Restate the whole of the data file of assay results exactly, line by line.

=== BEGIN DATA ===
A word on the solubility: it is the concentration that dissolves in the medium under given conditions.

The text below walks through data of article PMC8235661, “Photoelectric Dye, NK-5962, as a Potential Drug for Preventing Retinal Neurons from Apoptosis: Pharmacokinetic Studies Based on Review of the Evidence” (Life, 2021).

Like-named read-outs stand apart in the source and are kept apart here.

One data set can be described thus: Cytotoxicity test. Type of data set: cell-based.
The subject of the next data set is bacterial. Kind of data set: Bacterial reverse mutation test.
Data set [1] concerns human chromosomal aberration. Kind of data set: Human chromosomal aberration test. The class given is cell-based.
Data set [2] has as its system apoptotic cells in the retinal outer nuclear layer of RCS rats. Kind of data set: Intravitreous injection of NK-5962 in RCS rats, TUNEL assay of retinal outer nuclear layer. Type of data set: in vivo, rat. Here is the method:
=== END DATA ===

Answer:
A word on the solubility: it is the concentration that dissolves in the medium under given conditions.

The text below walks through data of article PMC8235661, “Photoelectric Dye, NK-5962, as a Potential Drug for Preventing Retinal Neurons from Apoptosis: Pharmacokinetic Studies Based on Review of the Evidence” (Life, 2021).

Like-named read-outs stand apart in the source and are kept apart here.

One data set can be described thus: Cytotoxicity test. Type of data set: cell-based.
The subject of the next data set is bacterial. Kind of data set: Bacterial reverse mutation test.
Data set [1] concerns human chromosomal aberration. Kind of data set: Human chromosomal aberration test. The class given is cell-based.
Data set [2] has as its system apoptotic cells in the retinal outer nuclear layer of RCS rats. Kind of data set: Intravitreous injection of NK-5962 in RCS rats, TUNEL assay of retinal outer nuclear layer. Type of data set: in vivo, rat. Here is the method: